Surveillance after Snowden: Effective Espionage in an Age of Transparency

Robin Simcox

Surveillance after Snowden: Effective Espionage in an Age of Transparency is the most thorough analysis of the impact the Edward Snowden leaks have had on the US and UK’s national security. Informed in part by interviews with leading intelligence officials, the publication exposes the serious damage done by Snowden and the grave consequences this had for counter-terrorism and law enforcement agencies’ work.

Drawing lessons for the future, the new publication explores issues concerning surveillance; government legislation regarding Signals Intelligence; government access to data; private companies’ access to data; areas for potential reform; and the sufficiency of current oversight mechanisms.

Public consent is vital in order for intelligence agencies to be able to credibly operate. However, the report demonstrates that there are very good reasons for states to keep secrets. Therefore, while complete transparency is impossible, translucency must not be. As leading intelligence officials have said, such a model would allow the public to see the ‘broad patterns of movements […but] not the fine print’. This means agencies opening up further than they have in the past. Yet, it also means civil society accepting that unalloyed transparency is not always a positive.

Key findings on national security issues include:

Changes in target behaviour and communication methods

Snowden’s disclosures about the NSA and GCHQ have led to changes in suspects’ behaviour, as terrorists and criminals better understand the scope and scale of Western intelligence capacity. Intelligence sources have attempted to provide an insight into the day-to-day impact that Snowden has had on their work. For example:

  • At least three al-Qaeda affiliates are known to have changed their communication methods.
  • Online jihadist platforms released new encryption tools, and at a quicker pace.
  • A video released onto a jihadist platform outlined what they had learned from the Snowden disclosures, providing advice on how to avoid detection and listing software packages that protect against surveillance.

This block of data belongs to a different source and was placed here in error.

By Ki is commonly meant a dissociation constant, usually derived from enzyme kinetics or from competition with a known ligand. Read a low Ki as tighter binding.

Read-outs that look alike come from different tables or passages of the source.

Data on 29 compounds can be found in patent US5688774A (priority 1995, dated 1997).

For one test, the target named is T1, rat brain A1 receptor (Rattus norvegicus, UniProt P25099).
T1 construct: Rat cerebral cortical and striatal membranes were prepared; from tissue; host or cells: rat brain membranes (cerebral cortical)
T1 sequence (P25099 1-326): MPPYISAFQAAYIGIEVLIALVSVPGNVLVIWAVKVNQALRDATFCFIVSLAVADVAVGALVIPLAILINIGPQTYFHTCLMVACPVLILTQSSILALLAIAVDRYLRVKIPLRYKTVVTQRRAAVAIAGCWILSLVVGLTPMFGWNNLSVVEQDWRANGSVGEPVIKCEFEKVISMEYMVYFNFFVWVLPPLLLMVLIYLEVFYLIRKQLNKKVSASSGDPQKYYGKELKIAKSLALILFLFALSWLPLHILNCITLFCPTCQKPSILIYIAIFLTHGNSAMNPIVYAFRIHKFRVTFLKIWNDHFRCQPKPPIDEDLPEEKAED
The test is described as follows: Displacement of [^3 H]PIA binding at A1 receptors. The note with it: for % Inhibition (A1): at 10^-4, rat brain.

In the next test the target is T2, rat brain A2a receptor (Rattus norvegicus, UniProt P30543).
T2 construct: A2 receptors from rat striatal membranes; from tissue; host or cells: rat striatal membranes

• Foreign terror suspects realised that their communications potentially passed through the US (even if the individuals themselves were not based there) and which Communication Service Providers (CSP) were allowing the NSA to access these communications. They subsequently stopped using these CSPs to send emails or even stopped using electronic communications entirely.
  • GCHQ’s ability to track domestic and foreign crime gangs – including those relating to people trafficking and drugs – has been reduced by approximately 25%; while cracking the communications of high-value national-security targets can take three times as long.
  • By revealing information concerning intelligence-gathering techniques, Snowden has polluted ongoing operations. As they can no longer be run safely, due to fear of discovery and/or attribution, such intelligence gathering has had to stop.
  • There is also a fear that hostile states will read and adapt the methodologies that are displayed in the Snowden files: China and Russia, for example, deploying GCHQ’s or the NSA’s own cyber strategies against them.


Damaging military capabilities

The files which Snowden accessed are not limited to material relating to communications interception. Snowden created digital keys which allowed him into a variety of intelligence and military systems.

  • According to the Director of National Intelligence, of the information that Snowden accessed, approximately ‘less than 10 percent has to do with domestic surveillance.’
  • General Martin Dempsey, the chairman of the Joint Chiefs of Staff, has also testified that the ‘vast majority’ of what Snowden accessed was about ‘military capabilities, operations, tactics, techniques and procedures.’
  • Mike Rogers, former Chairman of the US House of Representatives Permanent Select Committee on Intelligence, has said that ‘Snowden’s actions are likely to have lethal consequences for our troops in the field.’


Damaging relations between Communication Service Providers and the state

Following the Snowden disclosures, a significant divide has emerged between the government and the CSPs, who were outraged at the intelligence agencies’ ability to access their data.

  • US-based CSPs are now claiming that the UK has no jurisdiction over them and that they are bound by US law. Intelligence officials view the CSPs’ stance as being unreasonable, as other foreign companies wishing to deliver a service in the UK are obliged to comply with UK law. This was partially why the Data Retention and Investigatory Powers Act (DRIPA) 2014 was introduced.
  • CSPs’ use of ubiquitous encryption has also increased exponentially since Snowden’s leaks, meaning that companies are automatically providing encryption for users, rather than the user having to encrypt the data themselves.

Escalation is inevitable, as the NSA and GCHQ step up their efforts to break into these networks.

Robin Simcox, author of the report and National Security Fellow at The Henry Jackson Society, said:

“There is a serious problem here. Intelligence agencies are being encouraged to be less intrusive and more transparent but just as effective. Yet Edward Snowden’s reckless actions have seriously hamstrung agencies such as NSA and GCHQ at a time when the West is facing a variety of challenges from terrorism, cyber crime and aggressive nation states.

The current system is not perfect, but there is no regime of mass surveillance and it is irresponsible to suggest that there is. The US and UK intelligence agencies are doing vital work in protecting national security and must be allowed to continue to do so.” 



Surveillance after Snowden: Effective Espionage in an Age of Transparency is available to download here



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